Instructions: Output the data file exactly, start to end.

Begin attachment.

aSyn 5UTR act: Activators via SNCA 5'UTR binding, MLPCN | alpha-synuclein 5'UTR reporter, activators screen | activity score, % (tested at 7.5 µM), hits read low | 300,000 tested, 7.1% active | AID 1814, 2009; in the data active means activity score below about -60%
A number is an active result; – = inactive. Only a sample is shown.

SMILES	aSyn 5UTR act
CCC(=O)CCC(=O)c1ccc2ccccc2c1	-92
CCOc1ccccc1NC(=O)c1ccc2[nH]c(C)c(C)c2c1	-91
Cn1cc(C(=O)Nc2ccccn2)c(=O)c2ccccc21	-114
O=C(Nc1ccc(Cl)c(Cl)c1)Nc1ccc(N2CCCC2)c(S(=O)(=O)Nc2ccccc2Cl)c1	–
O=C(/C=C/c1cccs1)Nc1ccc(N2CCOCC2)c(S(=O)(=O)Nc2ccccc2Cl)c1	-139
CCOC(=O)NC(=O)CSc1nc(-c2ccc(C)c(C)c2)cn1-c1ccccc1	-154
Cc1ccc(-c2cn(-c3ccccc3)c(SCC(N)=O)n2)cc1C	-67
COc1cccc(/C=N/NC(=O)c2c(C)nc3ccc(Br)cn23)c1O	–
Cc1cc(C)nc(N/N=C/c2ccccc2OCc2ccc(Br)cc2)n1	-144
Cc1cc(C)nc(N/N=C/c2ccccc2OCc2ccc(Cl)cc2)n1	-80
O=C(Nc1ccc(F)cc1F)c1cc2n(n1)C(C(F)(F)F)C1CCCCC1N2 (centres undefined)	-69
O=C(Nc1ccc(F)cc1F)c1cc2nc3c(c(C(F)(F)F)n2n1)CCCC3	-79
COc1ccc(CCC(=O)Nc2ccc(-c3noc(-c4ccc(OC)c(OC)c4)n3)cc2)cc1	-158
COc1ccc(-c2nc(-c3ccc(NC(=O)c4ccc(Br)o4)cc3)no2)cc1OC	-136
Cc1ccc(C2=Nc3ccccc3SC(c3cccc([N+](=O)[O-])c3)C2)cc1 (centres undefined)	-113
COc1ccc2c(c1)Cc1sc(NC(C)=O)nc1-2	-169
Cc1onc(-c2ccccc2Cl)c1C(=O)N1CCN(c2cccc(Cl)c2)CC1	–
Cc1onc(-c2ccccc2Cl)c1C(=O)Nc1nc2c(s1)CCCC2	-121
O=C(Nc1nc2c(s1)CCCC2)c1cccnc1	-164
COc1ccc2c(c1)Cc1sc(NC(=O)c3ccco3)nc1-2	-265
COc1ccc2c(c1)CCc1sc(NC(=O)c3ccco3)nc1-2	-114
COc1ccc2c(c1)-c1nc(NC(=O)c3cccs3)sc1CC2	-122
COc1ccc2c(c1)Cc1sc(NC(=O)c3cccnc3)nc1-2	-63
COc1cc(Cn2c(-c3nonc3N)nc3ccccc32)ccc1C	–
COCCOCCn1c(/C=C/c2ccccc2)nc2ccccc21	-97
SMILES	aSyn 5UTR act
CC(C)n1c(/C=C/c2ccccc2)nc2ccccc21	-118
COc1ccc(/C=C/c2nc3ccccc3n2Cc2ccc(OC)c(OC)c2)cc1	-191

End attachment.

aSyn 5UTR act: Activators via SNCA 5'UTR binding, MLPCN | alpha-synuclein 5'UTR reporter, activators screen | activity score, % (tested at 7.5 µM), hits read low | 300,000 tested, 7.1% active | AID 1814, 2009; in the data active means activity score below about -60%
A number is an active result; – = inactive. Only a sample is shown.

SMILES	aSyn 5UTR act
CCC(=O)CCC(=O)c1ccc2ccccc2c1	-92
CCOc1ccccc1NC(=O)c1ccc2[nH]c(C)c(C)c2c1	-91
Cn1cc(C(=O)Nc2ccccn2)c(=O)c2ccccc21	-114
O=C(Nc1ccc(Cl)c(Cl)c1)Nc1ccc(N2CCCC2)c(S(=O)(=O)Nc2ccccc2Cl)c1	–
O=C(/C=C/c1cccs1)Nc1ccc(N2CCOCC2)c(S(=O)(=O)Nc2ccccc2Cl)c1	-139
CCOC(=O)NC(=O)CSc1nc(-c2ccc(C)c(C)c2)cn1-c1ccccc1	-154
Cc1ccc(-c2cn(-c3ccccc3)c(SCC(N)=O)n2)cc1C	-67
COc1cccc(/C=N/NC(=O)c2c(C)nc3ccc(Br)cn23)c1O	–
Cc1cc(C)nc(N/N=C/c2ccccc2OCc2ccc(Br)cc2)n1	-144
Cc1cc(C)nc(N/N=C/c2ccccc2OCc2ccc(Cl)cc2)n1	-80
O=C(Nc1ccc(F)cc1F)c1cc2n(n1)C(C(F)(F)F)C1CCCCC1N2 (centres undefined)	-69
O=C(Nc1ccc(F)cc1F)c1cc2nc3c(c(C(F)(F)F)n2n1)CCCC3	-79
COc1ccc(CCC(=O)Nc2ccc(-c3noc(-c4ccc(OC)c(OC)c4)n3)cc2)cc1	-158
COc1ccc(-c2nc(-c3ccc(NC(=O)c4ccc(Br)o4)cc3)no2)cc1OC	-136
Cc1ccc(C2=Nc3ccccc3SC(c3cccc([N+](=O)[O-])c3)C2)cc1 (centres undefined)	-113
COc1ccc2c(c1)Cc1sc(NC(C)=O)nc1-2	-169
Cc1onc(-c2ccccc2Cl)c1C(=O)N1CCN(c2cccc(Cl)c2)CC1	–
Cc1onc(-c2ccccc2Cl)c1C(=O)Nc1nc2c(s1)CCCC2	-121
O=C(Nc1nc2c(s1)CCCC2)c1cccnc1	-164
COc1ccc2c(c1)Cc1sc(NC(=O)c3ccco3)nc1-2	-265
COc1ccc2c(c1)CCc1sc(NC(=O)c3ccco3)nc1-2	-114
COc1ccc2c(c1)-c1nc(NC(=O)c3cccs3)sc1CC2	-122
COc1ccc2c(c1)Cc1sc(NC(=O)c3cccnc3)nc1-2	-63
COc1cc(Cn2c(-c3nonc3N)nc3ccccc32)ccc1C	–
COCCOCCn1c(/C=C/c2ccccc2)nc2ccccc21	-97
SMILES	aSyn 5UTR act
CC(C)n1c(/C=C/c2ccccc2)nc2ccccc21	-118
COc1ccc(/C=C/c2nc3ccccc3n2Cc2ccc(OC)c(OC)c2)cc1	-191